Dispelling Stigma and Overcoming Trauma

The Ebola outbreak in Sierra Leone, Guinea and Liberia was unprecedented. By January 2016, nearly 29,000 individuals had been infected, over 10,000 of whom survived. While mortality rates were dramatic, there was a sizeable number who were infected but survived, including more than 1,558 in Liberia alone.

Returning home became both a gift and a burden, however, as many survivors were excluded from their family, professional and social lives. Some lost jobs, faced divorce, or were driven out of their houses altogether. Exposure to death in the Ebola treatment units and stigma in their communities induced post-traumatic stress and depression among Ebola survivors, orphaned children, and families who lost loved ones.

From left: Thomas Sieh and Milton Karmen, who both lost parents to Ebola are now off the streets in Doe Community, Liberia, back in school, and finding new hope for the future with the help of USAID-supported counseling and mentoring. / Jessica Benton Cooney, USAID

From left: Thomas Sieh and Milton Karmen, who both lost parents to Ebola are now off the streets in Doe Community, Liberia, back in school, and finding new hope for the future with the help of USAID-supported counseling and mentoring. / Jessica Benton Cooney, USAID

The crisis-response teams left after the last case of Ebola was recorded, but USAID-psychosocial trained counselors such as Ma-Watta are taking the leading role in the psychosocial response in communities in five counties across the country, including Doe.

Using their community-based relationships, the counselors identify at-risk individuals and groups. They look for people who are having trouble making relationships, holding a job, living on the streets and those who are turning to illegal activities and violence as a means to cope with the stigma.
A range of skill-building sessions facilitate apprenticeships and new livelihood opportunities that help restore dignity and optimism.

Naomi* was referred to USAID-supported psychosocial services after her husband died of Ebola. She’s now a successful water vendor, a business that is helping her support her two small children. / Jessica Benton Cooney, USAID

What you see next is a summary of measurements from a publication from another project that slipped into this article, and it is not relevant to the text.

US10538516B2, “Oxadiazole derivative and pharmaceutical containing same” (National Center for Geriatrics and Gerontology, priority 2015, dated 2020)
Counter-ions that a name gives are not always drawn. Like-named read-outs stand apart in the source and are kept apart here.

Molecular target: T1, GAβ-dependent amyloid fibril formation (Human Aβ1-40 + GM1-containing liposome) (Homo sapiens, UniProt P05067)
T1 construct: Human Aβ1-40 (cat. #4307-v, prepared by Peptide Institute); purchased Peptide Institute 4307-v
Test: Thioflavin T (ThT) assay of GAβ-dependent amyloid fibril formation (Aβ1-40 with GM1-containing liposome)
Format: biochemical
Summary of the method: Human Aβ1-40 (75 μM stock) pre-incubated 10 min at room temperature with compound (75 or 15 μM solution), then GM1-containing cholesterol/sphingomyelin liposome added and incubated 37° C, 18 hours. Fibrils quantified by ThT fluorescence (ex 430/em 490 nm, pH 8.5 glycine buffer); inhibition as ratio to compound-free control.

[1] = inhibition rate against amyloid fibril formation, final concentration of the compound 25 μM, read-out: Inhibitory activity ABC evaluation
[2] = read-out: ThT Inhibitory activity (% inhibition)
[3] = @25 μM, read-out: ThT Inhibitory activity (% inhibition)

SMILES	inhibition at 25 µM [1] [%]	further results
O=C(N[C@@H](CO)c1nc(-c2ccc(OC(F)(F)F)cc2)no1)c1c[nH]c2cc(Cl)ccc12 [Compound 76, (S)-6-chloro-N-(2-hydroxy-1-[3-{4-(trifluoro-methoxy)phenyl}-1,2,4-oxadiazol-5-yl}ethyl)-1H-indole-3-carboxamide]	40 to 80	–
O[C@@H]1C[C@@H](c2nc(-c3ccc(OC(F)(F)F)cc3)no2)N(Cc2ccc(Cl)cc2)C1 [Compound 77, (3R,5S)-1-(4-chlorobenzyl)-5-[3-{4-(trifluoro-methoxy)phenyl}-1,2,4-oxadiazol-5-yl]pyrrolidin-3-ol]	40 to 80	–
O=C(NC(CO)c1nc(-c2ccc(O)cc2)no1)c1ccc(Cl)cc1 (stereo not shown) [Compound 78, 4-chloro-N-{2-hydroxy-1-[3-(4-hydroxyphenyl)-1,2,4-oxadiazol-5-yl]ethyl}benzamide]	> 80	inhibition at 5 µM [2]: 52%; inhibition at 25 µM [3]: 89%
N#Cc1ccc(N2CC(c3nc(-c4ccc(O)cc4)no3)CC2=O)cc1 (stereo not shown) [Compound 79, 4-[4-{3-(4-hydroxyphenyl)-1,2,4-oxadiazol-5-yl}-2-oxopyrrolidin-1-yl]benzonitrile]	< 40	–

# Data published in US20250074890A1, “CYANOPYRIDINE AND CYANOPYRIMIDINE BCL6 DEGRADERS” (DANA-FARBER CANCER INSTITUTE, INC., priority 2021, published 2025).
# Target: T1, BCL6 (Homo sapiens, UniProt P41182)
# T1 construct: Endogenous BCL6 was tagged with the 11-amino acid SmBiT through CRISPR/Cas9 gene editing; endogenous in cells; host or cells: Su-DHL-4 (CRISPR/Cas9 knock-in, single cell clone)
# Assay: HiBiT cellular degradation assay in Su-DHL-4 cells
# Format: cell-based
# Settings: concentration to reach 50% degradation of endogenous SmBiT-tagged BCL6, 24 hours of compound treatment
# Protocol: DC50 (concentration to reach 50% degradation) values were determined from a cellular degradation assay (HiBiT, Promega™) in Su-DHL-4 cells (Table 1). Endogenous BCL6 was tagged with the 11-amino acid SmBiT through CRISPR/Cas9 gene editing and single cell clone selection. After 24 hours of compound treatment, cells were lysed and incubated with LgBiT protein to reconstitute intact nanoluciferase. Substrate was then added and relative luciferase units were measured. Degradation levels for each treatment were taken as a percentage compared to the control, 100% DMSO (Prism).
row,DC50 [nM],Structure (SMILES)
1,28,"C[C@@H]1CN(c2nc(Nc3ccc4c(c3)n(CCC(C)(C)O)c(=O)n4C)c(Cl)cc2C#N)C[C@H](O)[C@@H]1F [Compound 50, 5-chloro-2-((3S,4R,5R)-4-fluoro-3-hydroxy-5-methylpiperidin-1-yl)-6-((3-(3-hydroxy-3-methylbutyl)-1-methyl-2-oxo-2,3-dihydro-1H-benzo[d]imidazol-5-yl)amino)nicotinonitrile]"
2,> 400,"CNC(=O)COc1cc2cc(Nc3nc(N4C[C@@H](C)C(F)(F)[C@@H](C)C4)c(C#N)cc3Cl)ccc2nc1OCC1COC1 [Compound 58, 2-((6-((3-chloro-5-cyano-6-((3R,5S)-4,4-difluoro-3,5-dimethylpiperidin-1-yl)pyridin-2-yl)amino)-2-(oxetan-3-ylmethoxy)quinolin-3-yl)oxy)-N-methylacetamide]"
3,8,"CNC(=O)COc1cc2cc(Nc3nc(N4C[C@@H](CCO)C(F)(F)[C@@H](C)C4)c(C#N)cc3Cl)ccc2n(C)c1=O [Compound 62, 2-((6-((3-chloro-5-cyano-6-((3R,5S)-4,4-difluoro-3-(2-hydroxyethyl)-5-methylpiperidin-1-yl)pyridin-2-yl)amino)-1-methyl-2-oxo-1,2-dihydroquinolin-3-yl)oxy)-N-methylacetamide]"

Naomi* was referred to USAID-supported psychosocial services after her husband died of Ebola. She’s now a successful water vendor, a business that is helping her support her two small children. / Jessica Benton Cooney, USAID

Naomi* was sobbing in her kitchen after her husband of 18 years died of Ebola, when she was spotted by a USAID program facilitator and referred to a counseling group.

Fear over how she was going to feed and house her 2-year-old twins had kept her awake at night, as her landlord was threatening eviction, as he suspected she was also infected by Ebola.

“Every time I saw an ambulance, my heart raced with fear that they were coming for me,” Naomi said.

Referred to a counseling group at the USAID-supported psychosocial center in Doe, Naomi became optimistic about her future, and her family started to accept her again. With skills gained in the problem solving course, Naomi has become a successful water vendor, a business she runs in front of her house.

By partnering with community development leaders like Ma-Watta, USAID is helping individuals like Naomi recover from the debilitating impact of Ebola. Rather than let stigma and grief impede their future, USAID is empowering survivors to overcome their trauma and find renewed optimism.

About the Author: Jessica Benton Cooney is the Communications Specialist of USAID’s Center of Excellence on Democracy, Human Rights, and Governance.

Editor's Note: This entry originally appeared in USAID's 2030: Ending Extreme Poverty in This Generation publication on Medium.com.

*Name has been changed to protect privacy.